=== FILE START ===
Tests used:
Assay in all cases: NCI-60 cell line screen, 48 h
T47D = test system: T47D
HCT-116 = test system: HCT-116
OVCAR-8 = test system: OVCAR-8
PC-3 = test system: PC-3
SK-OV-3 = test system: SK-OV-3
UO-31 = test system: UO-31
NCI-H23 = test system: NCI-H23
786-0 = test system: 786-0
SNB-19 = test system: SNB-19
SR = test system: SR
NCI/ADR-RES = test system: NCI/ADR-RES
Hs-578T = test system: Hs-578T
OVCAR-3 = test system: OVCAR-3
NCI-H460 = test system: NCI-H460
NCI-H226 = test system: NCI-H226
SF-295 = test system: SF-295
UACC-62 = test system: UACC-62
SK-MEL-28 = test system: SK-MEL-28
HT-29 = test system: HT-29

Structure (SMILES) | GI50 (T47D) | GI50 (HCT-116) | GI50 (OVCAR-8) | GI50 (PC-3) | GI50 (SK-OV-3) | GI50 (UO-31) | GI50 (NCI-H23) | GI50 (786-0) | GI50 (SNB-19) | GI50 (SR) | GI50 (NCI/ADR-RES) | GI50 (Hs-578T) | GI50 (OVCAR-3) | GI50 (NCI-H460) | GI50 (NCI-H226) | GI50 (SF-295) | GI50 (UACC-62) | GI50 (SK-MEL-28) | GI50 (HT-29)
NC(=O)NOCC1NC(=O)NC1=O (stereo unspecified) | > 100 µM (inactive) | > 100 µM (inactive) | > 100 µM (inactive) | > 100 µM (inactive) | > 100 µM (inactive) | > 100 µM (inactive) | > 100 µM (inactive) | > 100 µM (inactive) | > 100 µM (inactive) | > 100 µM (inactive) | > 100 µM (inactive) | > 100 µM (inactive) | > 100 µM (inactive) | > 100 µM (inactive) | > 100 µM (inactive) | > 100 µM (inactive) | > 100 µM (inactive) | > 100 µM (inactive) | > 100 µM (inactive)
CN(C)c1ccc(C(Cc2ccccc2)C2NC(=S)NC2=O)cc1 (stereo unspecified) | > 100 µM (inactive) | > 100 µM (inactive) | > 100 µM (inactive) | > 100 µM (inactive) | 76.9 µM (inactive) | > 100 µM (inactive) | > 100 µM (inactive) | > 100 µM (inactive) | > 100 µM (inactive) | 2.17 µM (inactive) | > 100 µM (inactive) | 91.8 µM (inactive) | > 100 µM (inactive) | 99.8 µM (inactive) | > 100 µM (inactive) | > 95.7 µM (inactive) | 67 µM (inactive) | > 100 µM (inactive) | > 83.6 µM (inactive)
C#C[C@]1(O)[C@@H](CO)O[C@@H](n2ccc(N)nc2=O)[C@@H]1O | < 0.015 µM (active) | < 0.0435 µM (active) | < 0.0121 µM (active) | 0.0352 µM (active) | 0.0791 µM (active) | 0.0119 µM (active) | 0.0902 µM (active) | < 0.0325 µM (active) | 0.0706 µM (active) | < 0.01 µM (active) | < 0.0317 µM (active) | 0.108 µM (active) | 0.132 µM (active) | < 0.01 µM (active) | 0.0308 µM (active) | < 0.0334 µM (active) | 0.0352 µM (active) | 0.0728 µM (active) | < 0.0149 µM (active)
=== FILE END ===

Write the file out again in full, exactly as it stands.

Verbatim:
Tests used:
Assay in all cases: NCI-60 cell line screen, 48 h
T47D = test system: T47D
HCT-116 = test system: HCT-116
OVCAR-8 = test system: OVCAR-8
PC-3 = test system: PC-3
SK-OV-3 = test system: SK-OV-3
UO-31 = test system: UO-31
NCI-H23 = test system: NCI-H23
786-0 = test system: 786-0
SNB-19 = test system: SNB-19
SR = test system: SR
NCI/ADR-RES = test system: NCI/ADR-RES
Hs-578T = test system: Hs-578T
OVCAR-3 = test system: OVCAR-3
NCI-H460 = test system: NCI-H460
NCI-H226 = test system: NCI-H226
SF-295 = test system: SF-295
UACC-62 = test system: UACC-62
SK-MEL-28 = test system: SK-MEL-28
HT-29 = test system: HT-29

Structure (SMILES) | GI50 (T47D) | GI50 (HCT-116) | GI50 (OVCAR-8) | GI50 (PC-3) | GI50 (SK-OV-3) | GI50 (UO-31) | GI50 (NCI-H23) | GI50 (786-0) | GI50 (SNB-19) | GI50 (SR) | GI50 (NCI/ADR-RES) | GI50 (Hs-578T) | GI50 (OVCAR-3) | GI50 (NCI-H460) | GI50 (NCI-H226) | GI50 (SF-295) | GI50 (UACC-62) | GI50 (SK-MEL-28) | GI50 (HT-29)
NC(=O)NOCC1NC(=O)NC1=O (stereo unspecified) | > 100 µM (inactive) | > 100 µM (inactive) | > 100 µM (inactive) | > 100 µM (inactive) | > 100 µM (inactive) | > 100 µM (inactive) | > 100 µM (inactive) | > 100 µM (inactive) | > 100 µM (inactive) | > 100 µM (inactive) | > 100 µM (inactive) | > 100 µM (inactive) | > 100 µM (inactive) | > 100 µM (inactive) | > 100 µM (inactive) | > 100 µM (inactive) | > 100 µM (inactive) | > 100 µM (inactive) | > 100 µM (inactive)
CN(C)c1ccc(C(Cc2ccccc2)C2NC(=S)NC2=O)cc1 (stereo unspecified) | > 100 µM (inactive) | > 100 µM (inactive) | > 100 µM (inactive) | > 100 µM (inactive) | 76.9 µM (inactive) | > 100 µM (inactive) | > 100 µM (inactive) | > 100 µM (inactive) | > 100 µM (inactive) | 2.17 µM (inactive) | > 100 µM (inactive) | 91.8 µM (inactive) | > 100 µM (inactive) | 99.8 µM (inactive) | > 100 µM (inactive) | > 95.7 µM (inactive) | 67 µM (inactive) | > 100 µM (inactive) | > 83.6 µM (inactive)
C#C[C@]1(O)[C@@H](CO)O[C@@H](n2ccc(N)nc2=O)[C@@H]1O | < 0.015 µM (active) | < 0.0435 µM (active) | < 0.0121 µM (active) | 0.0352 µM (active) | 0.0791 µM (active) | 0.0119 µM (active) | 0.0902 µM (active) | < 0.0325 µM (active) | 0.0706 µM (active) | < 0.01 µM (active) | < 0.0317 µM (active) | 0.108 µM (active) | 0.132 µM (active) | < 0.01 µM (active) | 0.0308 µM (active) | < 0.0334 µM (active) | 0.0352 µM (active) | 0.0728 µM (active) | < 0.0149 µM (active)